Serious game of saving the planet


From a green version of Snakes and Ladders to Climate Change chocolate, TY students are coming up with winning ideas to promote sustainable energy

THE TRANSITION Year boys of St Benildus College in Stillorgan, south Co Dublin, are devising a twist on the old Snakes and Ladders classic board game – and they aim to enter it in the National Student Enterprise Awards.

The boys are taking part in Sustainable Energy Ireland’s One Good Idea competition, organised in association with, which will see schools across the country create a campaign to tackle climate change and promote energy efficiency. The winners will be judged at a national final in May 2012.

“We wanted to raise awareness of climate change and individual carbon footprints, but didn’t want to be preachy,” says Paul Beirne (15). “It’s a campaign led by young people, and we wanted it to be fun. So we’re creating a board game along the lines of snakes and ladders, but with a few twists. People climb trees rather than ladders, and slide down emissions rather than snakes, while the aim is to go from square 100 down to one, the lowest carbon footprint level.” The board, made of recycled materials, is packed with little nuggets of information. Land on one square: you use energy saving lightbulbs – climb up 10 squares. Land on another square: you took the car to work – slide down two squares.

Maire Costello, now a sixth year student at Loreto School Balbriggan, north Co Dublin, was part of the winning One Good Idea team in 2008. For their project, they created three marketing campaigns. First, they visited their local primary school to deliver an energy-saving workshop using worksheets with information on endangered animals, with word searches and pictures to colour, as well as writing a song about global warming which was performed in the school hall. Then, they ran a coffee morning for adults where they distributed simple laminated tip cards on how to be more energy efficient.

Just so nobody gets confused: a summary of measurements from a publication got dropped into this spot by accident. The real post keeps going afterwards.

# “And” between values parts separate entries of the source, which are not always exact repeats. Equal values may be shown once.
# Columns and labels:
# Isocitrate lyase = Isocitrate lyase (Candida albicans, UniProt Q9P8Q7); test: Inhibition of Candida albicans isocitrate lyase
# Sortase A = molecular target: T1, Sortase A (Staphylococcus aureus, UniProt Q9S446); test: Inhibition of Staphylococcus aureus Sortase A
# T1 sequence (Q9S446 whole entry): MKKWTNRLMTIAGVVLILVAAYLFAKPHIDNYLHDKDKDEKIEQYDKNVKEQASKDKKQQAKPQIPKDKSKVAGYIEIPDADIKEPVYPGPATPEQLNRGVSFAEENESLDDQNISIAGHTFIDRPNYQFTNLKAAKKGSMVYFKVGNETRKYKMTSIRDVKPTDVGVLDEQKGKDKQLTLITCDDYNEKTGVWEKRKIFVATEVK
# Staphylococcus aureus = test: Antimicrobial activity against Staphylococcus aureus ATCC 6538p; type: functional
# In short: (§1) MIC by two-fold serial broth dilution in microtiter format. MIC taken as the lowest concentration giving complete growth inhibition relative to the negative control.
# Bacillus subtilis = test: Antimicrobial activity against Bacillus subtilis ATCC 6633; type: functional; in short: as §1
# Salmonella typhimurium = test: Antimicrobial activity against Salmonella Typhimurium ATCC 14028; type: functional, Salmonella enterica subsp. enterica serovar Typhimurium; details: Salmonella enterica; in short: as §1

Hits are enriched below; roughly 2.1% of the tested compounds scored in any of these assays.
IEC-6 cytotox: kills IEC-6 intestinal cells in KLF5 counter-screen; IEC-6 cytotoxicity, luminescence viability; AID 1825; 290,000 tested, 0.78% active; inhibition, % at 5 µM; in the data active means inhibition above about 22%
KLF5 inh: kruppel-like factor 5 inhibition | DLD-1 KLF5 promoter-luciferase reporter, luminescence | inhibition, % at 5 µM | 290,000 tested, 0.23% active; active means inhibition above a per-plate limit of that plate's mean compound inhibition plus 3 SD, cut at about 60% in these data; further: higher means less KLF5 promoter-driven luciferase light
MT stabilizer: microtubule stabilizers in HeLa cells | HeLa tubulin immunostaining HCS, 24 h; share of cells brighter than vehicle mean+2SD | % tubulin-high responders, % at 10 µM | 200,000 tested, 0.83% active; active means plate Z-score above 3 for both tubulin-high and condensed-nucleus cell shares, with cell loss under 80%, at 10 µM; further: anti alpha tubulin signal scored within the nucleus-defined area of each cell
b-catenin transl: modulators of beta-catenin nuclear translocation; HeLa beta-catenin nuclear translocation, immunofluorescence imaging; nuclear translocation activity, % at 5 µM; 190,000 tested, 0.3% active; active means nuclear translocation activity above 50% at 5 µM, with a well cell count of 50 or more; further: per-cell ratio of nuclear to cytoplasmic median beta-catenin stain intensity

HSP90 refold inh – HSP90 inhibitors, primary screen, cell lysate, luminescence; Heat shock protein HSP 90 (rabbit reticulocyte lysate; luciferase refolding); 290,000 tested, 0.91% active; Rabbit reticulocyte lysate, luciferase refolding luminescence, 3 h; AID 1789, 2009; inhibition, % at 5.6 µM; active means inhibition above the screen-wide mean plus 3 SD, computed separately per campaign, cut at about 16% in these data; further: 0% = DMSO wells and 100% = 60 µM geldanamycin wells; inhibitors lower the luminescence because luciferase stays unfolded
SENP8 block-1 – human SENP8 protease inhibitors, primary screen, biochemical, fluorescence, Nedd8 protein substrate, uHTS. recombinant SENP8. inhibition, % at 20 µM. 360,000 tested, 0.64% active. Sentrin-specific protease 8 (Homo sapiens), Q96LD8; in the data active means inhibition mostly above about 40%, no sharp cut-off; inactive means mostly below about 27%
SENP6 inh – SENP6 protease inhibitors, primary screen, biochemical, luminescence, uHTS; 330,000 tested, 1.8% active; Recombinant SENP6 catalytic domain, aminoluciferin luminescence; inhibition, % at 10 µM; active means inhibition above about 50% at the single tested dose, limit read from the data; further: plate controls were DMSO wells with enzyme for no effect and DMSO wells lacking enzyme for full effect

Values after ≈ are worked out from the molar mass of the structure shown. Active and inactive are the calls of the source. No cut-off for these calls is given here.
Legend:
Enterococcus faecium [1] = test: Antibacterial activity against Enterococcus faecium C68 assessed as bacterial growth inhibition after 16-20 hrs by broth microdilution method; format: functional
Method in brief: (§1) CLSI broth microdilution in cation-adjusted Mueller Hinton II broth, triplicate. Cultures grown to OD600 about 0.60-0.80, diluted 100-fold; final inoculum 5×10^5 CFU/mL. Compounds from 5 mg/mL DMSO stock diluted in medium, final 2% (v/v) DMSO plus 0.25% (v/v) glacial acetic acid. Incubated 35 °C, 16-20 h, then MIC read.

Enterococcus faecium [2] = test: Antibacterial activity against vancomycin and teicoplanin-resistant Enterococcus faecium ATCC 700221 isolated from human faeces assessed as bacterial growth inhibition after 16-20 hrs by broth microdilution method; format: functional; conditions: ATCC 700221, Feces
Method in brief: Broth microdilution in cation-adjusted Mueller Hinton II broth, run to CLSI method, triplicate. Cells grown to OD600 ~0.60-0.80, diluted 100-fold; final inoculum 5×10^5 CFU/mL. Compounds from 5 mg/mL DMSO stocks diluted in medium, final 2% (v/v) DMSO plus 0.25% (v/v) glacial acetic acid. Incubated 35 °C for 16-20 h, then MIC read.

IT WAS THE third aspect of the campaign that was most challenging, says Maire. “The hardest part was probably getting our own peers interested in the topic of energy saving. We got their attention by selling Climate Change chocolate products in the school. The manufacturers offset any carbon emissions involved in making and distributing the product, and are also involved in a range of environmental initiatives.”

The students are enthusiastic, but can small steps such as turning the lights off when you leave a room make any difference whatsoever? “We did come across some people – especially those our own age – who were a little cynical,” Maire admits. “We’d point out that even leaving appliances on standby requires an enormous amount of energy from multiple power stations, and turning them off really is such a simple step.” Paul agrees. “If many groups contribute one good idea, it might spark off more ideas, and this small idea can become a big initiative. It might even prompt a radical change in the way schools use energy.”

His group has one more task before they finish off their board game: they intend to approach their principal with a proposal that the entire school will agree not to use electricity for one hour each week.

This year’s competition will incorporate SEI’s Life Through a Lens photography competition, which challenged students to capture pictures on an environmental theme, and Aoife Cannon, Education Executive with SEI, believes this will offer schools a greater opportunity to be creative: “We are very excited about the next phase of good ideas to come from our talented students. The pilot scheme in 2008 was incredibly successful and the calibre of ideas from students far exceeded our expectations.”

Siobhan Hebron, an 18-year-old student in Moyne Community School, Co Longford, took part in the competition two years ago. Her group created a project on food miles, looking at the relative carbon footprints of everyday items from tea to bananas and Bisto gravy. “You can’t grow tea in Ireland, but you can buy Irish vegetables or Irish rashers, instead of rashers imported from Canada,” she says. “People can reduce their environmental impact if they buy Irish food.”

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